Sunday 26 February 2017

EU joins crackdown on diesel laundering on border

John Downing

John Downing

The EU Environment Commissioner is to signal strong Brussels backing in the battle against €50m per year diesel-laundering rackets
The EU Environment Commissioner is to signal strong Brussels backing in the battle against €50m per year diesel-laundering rackets

The EU Environment Commissioner is to signal strong Brussels backing in the battle against €50m per year diesel-laundering rackets which are causing environmental havoc in border counties.

Commissioner Karmenu Vella is due in Dublin and Belfast tomorrow to meet both governments for discussions on the scourge of diesel laundering, and the dumping of poisonous residues, which is causing huge pollution along the border. The move follows strong statements on the issue by EU Agriculture Commissioner Phil Hogan who challenged Sinn Féin to "tell more of what they know" about border fuel rackets.

Mr Vella, a native of Malta, is to meet Environment Minister Alan Kelly, and his counterpart in Belfast, Mark Durkan, of the SDLP.

Mr Vella's meetings will focus especially on cross-border cooperation.

In his letter, the Environment Commissioner expressed concerns about the risk to the environment and ultimately to human health. Officials close to the process say the possibility of Brussels funds for a cross-border crackdown can be explored.

Last month, Mr Hogan said it was plain that fuel smuggling and laundering was being carried out by criminals linked to so-called "dissident republicans". But, without specifically mentioning Sinn Féin, he raised questions about these dissidents' links to the political system, north and south.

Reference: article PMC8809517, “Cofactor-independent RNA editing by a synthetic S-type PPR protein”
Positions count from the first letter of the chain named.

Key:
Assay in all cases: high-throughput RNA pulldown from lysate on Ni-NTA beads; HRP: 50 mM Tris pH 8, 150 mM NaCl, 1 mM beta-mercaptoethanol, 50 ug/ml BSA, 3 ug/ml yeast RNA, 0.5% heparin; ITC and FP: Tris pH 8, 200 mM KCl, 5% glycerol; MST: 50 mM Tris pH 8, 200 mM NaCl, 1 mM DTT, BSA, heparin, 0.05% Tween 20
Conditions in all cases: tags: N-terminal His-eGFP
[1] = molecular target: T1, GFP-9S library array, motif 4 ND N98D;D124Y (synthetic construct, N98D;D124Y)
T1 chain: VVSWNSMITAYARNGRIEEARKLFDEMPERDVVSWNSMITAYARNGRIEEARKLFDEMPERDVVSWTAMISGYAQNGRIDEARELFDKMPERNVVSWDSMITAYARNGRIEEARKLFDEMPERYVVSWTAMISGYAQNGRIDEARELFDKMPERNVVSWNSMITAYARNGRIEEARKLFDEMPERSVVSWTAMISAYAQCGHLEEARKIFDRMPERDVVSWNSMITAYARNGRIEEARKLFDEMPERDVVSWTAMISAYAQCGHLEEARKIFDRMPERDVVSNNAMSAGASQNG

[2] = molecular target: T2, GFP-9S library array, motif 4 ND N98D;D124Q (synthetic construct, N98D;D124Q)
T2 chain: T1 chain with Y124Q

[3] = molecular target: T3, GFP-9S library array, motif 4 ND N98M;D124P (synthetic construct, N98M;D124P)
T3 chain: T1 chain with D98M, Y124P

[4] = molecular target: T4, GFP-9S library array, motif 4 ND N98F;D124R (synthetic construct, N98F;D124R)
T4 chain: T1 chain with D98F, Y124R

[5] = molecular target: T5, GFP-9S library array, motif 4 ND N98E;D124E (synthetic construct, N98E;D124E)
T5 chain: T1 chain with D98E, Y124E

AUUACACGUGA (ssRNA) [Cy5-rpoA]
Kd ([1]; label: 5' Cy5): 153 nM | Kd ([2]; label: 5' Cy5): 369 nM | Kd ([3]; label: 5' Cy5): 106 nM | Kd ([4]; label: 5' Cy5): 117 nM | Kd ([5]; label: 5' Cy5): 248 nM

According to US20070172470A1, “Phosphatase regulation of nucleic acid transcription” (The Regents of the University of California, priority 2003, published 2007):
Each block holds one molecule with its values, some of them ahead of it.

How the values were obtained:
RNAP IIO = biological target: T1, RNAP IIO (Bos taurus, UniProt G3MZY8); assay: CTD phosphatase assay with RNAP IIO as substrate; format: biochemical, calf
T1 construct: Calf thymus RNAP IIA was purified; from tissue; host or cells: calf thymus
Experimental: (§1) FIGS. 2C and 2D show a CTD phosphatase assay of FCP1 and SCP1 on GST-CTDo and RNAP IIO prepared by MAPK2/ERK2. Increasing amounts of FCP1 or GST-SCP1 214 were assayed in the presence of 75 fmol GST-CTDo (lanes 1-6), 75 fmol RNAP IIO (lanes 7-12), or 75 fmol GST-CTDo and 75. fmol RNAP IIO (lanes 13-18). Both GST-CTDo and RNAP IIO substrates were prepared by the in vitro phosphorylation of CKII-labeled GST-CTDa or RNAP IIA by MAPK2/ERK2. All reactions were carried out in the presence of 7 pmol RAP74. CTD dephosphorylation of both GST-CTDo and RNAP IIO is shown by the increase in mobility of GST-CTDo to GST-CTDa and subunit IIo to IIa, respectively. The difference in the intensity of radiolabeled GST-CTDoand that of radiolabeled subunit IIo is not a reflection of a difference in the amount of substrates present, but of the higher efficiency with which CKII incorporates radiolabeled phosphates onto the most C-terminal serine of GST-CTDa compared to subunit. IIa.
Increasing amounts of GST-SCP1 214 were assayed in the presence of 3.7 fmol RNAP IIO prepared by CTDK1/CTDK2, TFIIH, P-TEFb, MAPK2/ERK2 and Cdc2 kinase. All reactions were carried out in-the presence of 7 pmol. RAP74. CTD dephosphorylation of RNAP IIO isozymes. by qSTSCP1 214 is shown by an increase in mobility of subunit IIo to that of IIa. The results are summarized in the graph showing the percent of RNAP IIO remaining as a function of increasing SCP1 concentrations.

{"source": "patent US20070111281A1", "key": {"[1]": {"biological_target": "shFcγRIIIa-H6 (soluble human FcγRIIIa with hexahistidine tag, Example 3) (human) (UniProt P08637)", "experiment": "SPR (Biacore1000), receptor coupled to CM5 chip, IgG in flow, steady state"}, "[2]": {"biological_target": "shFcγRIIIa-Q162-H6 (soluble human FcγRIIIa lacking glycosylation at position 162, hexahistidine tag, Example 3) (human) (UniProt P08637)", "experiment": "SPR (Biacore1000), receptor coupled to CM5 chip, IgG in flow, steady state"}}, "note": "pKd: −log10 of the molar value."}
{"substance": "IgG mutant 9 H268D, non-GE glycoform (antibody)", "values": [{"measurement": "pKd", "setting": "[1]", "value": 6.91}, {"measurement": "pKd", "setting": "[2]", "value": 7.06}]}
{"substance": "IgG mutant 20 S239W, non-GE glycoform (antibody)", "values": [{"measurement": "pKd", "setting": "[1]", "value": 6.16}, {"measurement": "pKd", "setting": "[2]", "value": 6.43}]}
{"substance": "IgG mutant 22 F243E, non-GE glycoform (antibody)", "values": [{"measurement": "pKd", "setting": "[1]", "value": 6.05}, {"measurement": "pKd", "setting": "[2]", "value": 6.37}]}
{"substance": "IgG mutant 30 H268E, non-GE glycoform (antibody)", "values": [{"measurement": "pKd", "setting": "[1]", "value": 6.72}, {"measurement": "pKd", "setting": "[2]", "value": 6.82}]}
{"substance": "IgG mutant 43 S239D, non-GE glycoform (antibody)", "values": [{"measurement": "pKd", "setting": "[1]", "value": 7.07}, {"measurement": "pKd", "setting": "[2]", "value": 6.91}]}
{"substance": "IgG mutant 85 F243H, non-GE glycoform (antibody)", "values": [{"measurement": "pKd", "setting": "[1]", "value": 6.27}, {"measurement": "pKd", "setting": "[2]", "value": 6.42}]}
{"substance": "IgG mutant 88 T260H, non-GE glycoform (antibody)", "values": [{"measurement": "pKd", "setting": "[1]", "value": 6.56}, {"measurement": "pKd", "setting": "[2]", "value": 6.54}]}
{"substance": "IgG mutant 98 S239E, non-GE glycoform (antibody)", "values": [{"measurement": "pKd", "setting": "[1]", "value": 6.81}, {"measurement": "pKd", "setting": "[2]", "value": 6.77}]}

"It is clear the criminal gangs involved in fuel rackets have breakaway paramilitaries among their members. Some of these are close to the political process and some of their windfall gains may be making their way into the political process," Mr Hogan said.

After a visit to the North, Mr Hogan said Belfast political sources estimated the fuel rackets were worth some Stg£38m (€50m) per year. Mr Hogan said the potential tragedy of this risk to Ireland's global food image was that it came at a time of unprecedented export opportunities for products from both sides of the border.

Damaging

Environment Minister Alan Kelly has welcomed the intervention by the EU Environment Commissioner.

"I will be meeting Commissioner Vella to discuss ways we can work together to tackle this as it's damaging both the environment and the economic potential of the border counties," Mr Kelly told the Irish Independent.

Sinn Fein could not be contacted for comment. But earlier this year party leader and Louth TD Gerry Adams condemned the practise.

Mr Hogan said Sinn Féin in government in the North should be more assertive in catching the people involved in these rackets.

"I think they should tell us what they know," he said.

Irish Independent

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